What is debt settlement?
Mitchell Allen is the founder and CEO of the Debt Education Certification Foundation, an organization that provides credit counseling certificates and debtor education courses for those who are filing for bankruptcy. He’s also the founder of legal services marketing agency LeadRival. He’s the author of numerous books on debt and bankruptcy.
Mitchell is not an attorney and his answers should not be considered legal advice. Please consult with an attorney about your legal situation. Full Bio
What is debt settlement?
In the fight to pay off debts, people may believe that their creditors have the upper hand. When it comes to monthly payment amounts, the due date for the debt to be paid off, and even how people can pay their debts each month, creditors do seem to have an unfair advantage over those who simply want to get out of debt as quickly as possible.
However, instead of making seemingly endless payments against a bill that grows with interest and other fees, people may opt for debt settlement. Before they attempt this resolution, they should understand its consequences and why it can be vital to hire an attorney to help with the process.
Debt Settlement Explained
Simply put, a debt settlement involves paying a creditor a lesser amount than what is actually owed on the bill, with the goal of permanently settling the obligation and closing the account. While this action can often have a negative impact on someone’s credit rating, it can also be a viable option for a person who cannot satisfy the debt through traditional means.
Rather than perpetually pay on a bill that grows with interest, late fees and other incurred expenses, a person may settle the amount owed by paying the principal or another designated lower amount, and then closing the account permanently.
Retaining Legal Counsel for Debt Settlement
While the explanation of debt settlement may compel people to believe that the process is relatively easy, it can involve complexities that many people are ill-equipped to handle. In fact, unscrupulous creditors may still try to take legal action against people after a debt is paid off; they also may continue to report the debt to credit bureaus long after the account has been settled.
Having a lawyer throughout this process can offer several key benefits. As negotiations get underway to settle the debt, an attorney may be able to stop these common collection activities taken by creditors:
- Wage garnishment
- Bank liens
- Court actions and judgments
- Liens put against personal property like homes and cars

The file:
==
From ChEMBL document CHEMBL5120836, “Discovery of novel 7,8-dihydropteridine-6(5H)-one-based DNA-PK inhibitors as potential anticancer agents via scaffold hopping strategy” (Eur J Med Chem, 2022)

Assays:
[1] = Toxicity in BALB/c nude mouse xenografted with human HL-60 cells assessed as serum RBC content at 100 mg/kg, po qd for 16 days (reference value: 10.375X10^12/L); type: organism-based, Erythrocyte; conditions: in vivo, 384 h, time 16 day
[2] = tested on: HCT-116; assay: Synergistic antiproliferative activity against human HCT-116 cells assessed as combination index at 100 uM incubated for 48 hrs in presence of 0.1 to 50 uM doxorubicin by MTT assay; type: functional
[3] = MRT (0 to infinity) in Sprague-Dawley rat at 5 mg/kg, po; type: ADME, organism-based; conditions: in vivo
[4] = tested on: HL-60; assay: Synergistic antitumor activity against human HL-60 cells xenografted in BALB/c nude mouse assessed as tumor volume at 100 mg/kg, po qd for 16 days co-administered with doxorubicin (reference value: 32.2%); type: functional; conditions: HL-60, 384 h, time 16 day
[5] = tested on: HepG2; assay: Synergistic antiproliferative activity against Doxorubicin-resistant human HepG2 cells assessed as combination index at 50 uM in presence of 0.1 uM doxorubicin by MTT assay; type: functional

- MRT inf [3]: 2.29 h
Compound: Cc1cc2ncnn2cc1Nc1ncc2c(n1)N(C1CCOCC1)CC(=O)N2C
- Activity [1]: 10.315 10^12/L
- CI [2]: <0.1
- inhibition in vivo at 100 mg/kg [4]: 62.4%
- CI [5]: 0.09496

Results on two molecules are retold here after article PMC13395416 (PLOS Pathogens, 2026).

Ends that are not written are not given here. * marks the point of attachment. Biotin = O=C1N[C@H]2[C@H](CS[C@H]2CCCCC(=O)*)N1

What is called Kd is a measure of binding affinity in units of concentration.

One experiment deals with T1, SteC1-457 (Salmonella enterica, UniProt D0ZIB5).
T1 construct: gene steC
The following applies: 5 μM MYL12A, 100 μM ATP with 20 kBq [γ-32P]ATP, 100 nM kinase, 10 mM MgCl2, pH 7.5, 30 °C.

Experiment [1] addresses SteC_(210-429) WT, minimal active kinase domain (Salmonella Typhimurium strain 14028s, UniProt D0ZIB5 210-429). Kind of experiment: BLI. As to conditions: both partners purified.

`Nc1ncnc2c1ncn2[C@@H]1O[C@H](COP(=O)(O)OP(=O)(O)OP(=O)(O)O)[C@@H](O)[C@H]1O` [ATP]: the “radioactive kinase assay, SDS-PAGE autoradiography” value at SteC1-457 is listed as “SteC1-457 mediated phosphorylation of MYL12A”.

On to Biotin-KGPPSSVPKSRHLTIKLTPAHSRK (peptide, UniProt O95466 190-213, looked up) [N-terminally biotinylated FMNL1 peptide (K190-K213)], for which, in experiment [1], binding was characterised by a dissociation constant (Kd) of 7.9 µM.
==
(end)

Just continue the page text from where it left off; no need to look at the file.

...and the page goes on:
Furthermore, a lawyer can help debtors negotiate the ideal amount for the settlement and then make sure that the account is closed off for good after that amount has been paid. After the creditor gets the final payment from the client, the attorney can protect the client’s interests by:
- Obtaining a receipt or proof that the debt has been paid in full
- Obtaining documentation that the debt will no longer be reported to credit bureaus
- Negotiating releases of all liens on property, wages and other assets
Use Caution with Debt Settlement Companies
If you have racked up a huge amount of credit card debt, you may have feelings of helplessness. There are many companies out there that promise to reduce and even erase your debt for a small charge. The Federal Trade Commission (FTC) cautions borrowers to slow down and consider this option, and try to get out of debt without spending a lot of money in the process.
Be on your guard if a debt settlement company makes inflated claims, such as guaranteeing to settle your credit card debts for 30–60% of the amount owed. Some companies may even try to collect their own fees from you before settling any of your debts—a definite red flag practice that the FTC bans under the Telemarketing Sales Rule (TSR).
Sometimes, it may seem like creditors have all the power in the fight to pay off debts. However, people can wield their own power by hiring an attorney and deciding if debt settlement is right for them.
More From Our Experts
- Noam Chomsky
Debt is a trap, especially student debt, which is enormous, far larger than credit card debt. It's a trap for the rest of your life because the laws are designed so that you can't get out of it. If a business, say, gets in too much debt, it can declare bankruptcy, but individuals can almost never be relieved of student debt through bankruptcy.